What happens if a PT boat took on a Littoral Combat Ship

Pushups

Time to work on those shoulders and pecs. To be a Marine, men between 21 and 25 have to be able to whip out at least 40 pushups, or 18 for women in the same age group. Soon, you’ll have to be able to handle hand-raised pushups, where your hands come off the ground after each repetition. 10 of those puppies will be the bare minimum to pass!

Pull-ups

Women don’t typically love to work out their upper body, but to get army strong, neglecting your lats, delts, and biceps isn’t an option. If you’re a woman between 26 and 30, doing 4 pull-ups is the bare minimum- only one less than the standard for men!

What happens if a PT boat took on a Littoral Combat Ship

Swims

If you prefer swimming laps to running miles, the Navy might be a better fit for you. To join the Navy, you swap a 1.5-mile run with a 500 yd swim. For a visual, that’s over four football fields of water to cover.

Deadlifts

The deadlift is a whole-body strength exercise in which you lift a weighted barbell off the ground to a standing position, then lower it back to the floor. Soldiers can lift at least 140 lbs…and up to 340! Did we mention you have to be able to do it three times in a row?

What happens if a PT boat took on a Littoral Combat Ship

Standing power throws

Grab a 10 lb medicine ball, squat, and then throw it behind you, up and over your head. (Check to make sure nobody’s behind you first!) How far did it go? If you made it at least 4.5 yards after three tries, you might be tough enough to be a soldier.

A 250-meter sprint, drag and carry

If you want to be able to heroically drag your loved ones from a burning building, this is the exercise to work on. A five-in-one test, you have to complete a 50-meter sprint, a backward 50-meter drag of a 90-pound sled, a 50-meter lateral movement test, a 50-meter carry of two 40-pound kettlebells, and a final 50-meter sprint- in under three minutes!

What happens if a PT boat took on a Littoral Combat Ship

Leg tucks

Another full-body move, this one will test your strength from head to toe. Beginning with an alternating grip on an overhead bar, hang with straight arms. Then, bring the knees to the elbows while completing a pull-up. It’s crazy hard to do correctly, so only one is required to pass…but 20 reps will get you a perfect score!

Maintain extreme physical and mental endurance

Soldiers can go and keep on going. They can power through the pain, physical exhaustion, and heartbreak of battle. While we’re still against overtraining, don’t be afraid to push yourself within reason. Run a little faster, go a little further, and try things you’re not sure you’re capable of. You might be surprised how tough you really are!

Articles

Recent layoffs indicate working for ISIS might be a risky career move

ISIS is facing severe cash shortfalls as NATO airstrikes take out their supply lines and cash reserves, forcing the so-called caliphate to slash salaries for all workers and fighters as well as cut back services.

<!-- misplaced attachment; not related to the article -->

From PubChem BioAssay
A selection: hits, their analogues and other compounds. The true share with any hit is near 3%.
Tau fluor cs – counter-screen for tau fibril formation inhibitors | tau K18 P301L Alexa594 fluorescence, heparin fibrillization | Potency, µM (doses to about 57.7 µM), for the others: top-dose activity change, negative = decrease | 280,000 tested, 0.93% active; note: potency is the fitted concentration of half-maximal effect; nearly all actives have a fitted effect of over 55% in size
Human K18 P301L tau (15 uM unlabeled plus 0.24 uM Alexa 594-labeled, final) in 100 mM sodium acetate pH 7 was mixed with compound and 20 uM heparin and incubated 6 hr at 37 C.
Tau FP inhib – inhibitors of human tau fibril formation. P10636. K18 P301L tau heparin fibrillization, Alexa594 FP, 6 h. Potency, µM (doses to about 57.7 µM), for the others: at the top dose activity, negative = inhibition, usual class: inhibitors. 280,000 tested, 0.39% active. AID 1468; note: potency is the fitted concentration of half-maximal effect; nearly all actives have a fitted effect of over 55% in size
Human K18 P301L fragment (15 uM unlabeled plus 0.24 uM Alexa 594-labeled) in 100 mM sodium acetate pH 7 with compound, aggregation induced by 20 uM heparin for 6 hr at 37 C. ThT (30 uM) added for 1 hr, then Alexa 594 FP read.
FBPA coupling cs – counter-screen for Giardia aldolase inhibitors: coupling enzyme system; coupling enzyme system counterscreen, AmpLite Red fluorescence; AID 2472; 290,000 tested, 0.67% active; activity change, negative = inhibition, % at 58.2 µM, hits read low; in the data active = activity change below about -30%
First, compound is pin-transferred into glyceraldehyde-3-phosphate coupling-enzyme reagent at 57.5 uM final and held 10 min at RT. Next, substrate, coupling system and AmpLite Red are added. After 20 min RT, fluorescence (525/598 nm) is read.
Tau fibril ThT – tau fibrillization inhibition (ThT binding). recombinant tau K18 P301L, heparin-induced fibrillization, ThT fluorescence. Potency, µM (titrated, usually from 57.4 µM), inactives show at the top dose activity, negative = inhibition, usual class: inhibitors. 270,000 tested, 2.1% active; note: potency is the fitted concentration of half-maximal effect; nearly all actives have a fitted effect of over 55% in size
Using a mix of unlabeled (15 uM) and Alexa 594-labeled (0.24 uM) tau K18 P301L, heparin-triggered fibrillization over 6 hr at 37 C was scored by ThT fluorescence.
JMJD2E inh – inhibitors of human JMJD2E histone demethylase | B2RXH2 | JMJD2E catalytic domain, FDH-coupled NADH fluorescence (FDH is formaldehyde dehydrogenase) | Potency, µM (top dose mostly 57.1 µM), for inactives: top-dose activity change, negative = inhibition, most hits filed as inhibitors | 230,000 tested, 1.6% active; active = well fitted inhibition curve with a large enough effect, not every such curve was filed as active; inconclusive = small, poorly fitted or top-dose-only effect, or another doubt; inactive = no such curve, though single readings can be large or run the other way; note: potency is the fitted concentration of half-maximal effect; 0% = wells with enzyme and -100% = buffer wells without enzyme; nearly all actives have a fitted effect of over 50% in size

The U.S. began targeting warehouses of ISIS cash in Jan. and NATO has been striking oil infrastructure and equipment for months.

What happens if a PT boat took on a Littoral Combat Ship
GIF: Youtube/Mike B

Other strikes against weapons and fighters have driven up the cost of waging violent jihad, and plummeting oil prices have further damaged ISIS’s bottom line. Now, the Iraqi government has decided to stop paying the salaries of government workers in ISIS-controlled areas, salaries ISIS had heavily taxed.

What happens if a PT boat took on a Littoral Combat Ship
Photo: Youtube.com

The Commanding General of U.S. Central Command, Army Gen. Lloyd Austin, told CNN that ISIS has lost millions of dollars because of U.S. operations.

Back in Jan., it was revealed that money troubles forced ISIS to reduce fighters’ salaries by half, and new reports from the AP show that even that wasn’t enough to bridge the shortfall.

Civil servant salaries have now had their salaries slashed as well, and ISIS is cutting many perks. Fighters no longer get free energy drinks or candy bars (yeah, they were apparently getting those) or bonuses for getting married or having babies.

Some fighters are now going without pay while food and electrical rations have been reduced.

Between the money shortages, the airstrikes and raids, and the Internet trolling, it seems like working for ISIS might be a bad idea.

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7 military regs service members violate every day

Let’s face it, the military has a lot of rules and regulations that they expect everyone to follow to the letter. For the most part, service members abide by the guidelines their commands set for them, though there are some that push the boundaries any chance they get.


Even the most squared away troop has violated a military statute at one time or another because many of them are bull sh*t less important to the mission than others.

Check out our list of regulations that service members violate every day.

1. Hands in pockets

As crazy as it sounds, having your hands stuffed inside your warm pockets on a cold day isn’t allowed; it’s the military way — but we still do it.

What happens if a PT boat took on a Littoral Combat Ship

 

2. Fraternization

A consensual adult relationship between officers and enlisted members totally violates the Uniform Code of Military Justice, but it’s a lot of fun to brag about after you get out.

3. Adultery

Sleeping with someone who isn’t your spouse is just a d*ck move. But just because it’s not cool doesn’t mean it never happens.

 

What happens if a PT boat took on a Littoral Combat Ship